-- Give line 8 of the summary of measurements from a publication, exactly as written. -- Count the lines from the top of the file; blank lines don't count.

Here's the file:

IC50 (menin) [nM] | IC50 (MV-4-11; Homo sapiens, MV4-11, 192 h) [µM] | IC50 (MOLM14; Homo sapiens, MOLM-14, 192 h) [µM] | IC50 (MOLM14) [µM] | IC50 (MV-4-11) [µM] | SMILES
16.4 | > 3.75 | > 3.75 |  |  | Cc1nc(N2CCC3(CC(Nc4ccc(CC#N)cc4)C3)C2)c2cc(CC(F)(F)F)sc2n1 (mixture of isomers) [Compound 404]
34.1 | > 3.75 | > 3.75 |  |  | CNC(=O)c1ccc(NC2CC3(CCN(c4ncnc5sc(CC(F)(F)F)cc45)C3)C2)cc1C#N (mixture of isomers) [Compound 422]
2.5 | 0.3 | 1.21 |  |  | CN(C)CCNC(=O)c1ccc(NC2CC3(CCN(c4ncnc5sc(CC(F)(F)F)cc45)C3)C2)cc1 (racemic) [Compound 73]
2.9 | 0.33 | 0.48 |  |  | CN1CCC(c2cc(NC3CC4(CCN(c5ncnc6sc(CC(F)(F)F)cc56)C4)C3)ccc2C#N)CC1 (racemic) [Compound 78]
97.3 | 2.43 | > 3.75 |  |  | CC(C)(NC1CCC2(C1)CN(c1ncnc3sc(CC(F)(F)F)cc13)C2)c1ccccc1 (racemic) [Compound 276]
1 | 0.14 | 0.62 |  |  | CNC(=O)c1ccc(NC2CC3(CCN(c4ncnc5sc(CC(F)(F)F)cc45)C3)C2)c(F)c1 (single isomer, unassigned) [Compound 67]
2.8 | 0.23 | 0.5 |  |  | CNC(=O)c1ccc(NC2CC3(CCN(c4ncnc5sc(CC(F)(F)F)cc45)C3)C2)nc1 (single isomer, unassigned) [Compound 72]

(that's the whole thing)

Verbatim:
2.8 | 0.23 | 0.5 |  |  | CNC(=O)c1ccc(NC2CC3(CCN(c4ncnc5sc(CC(F)(F)F)cc45)C3)C2)nc1 (single isomer, unassigned) [Compound 72]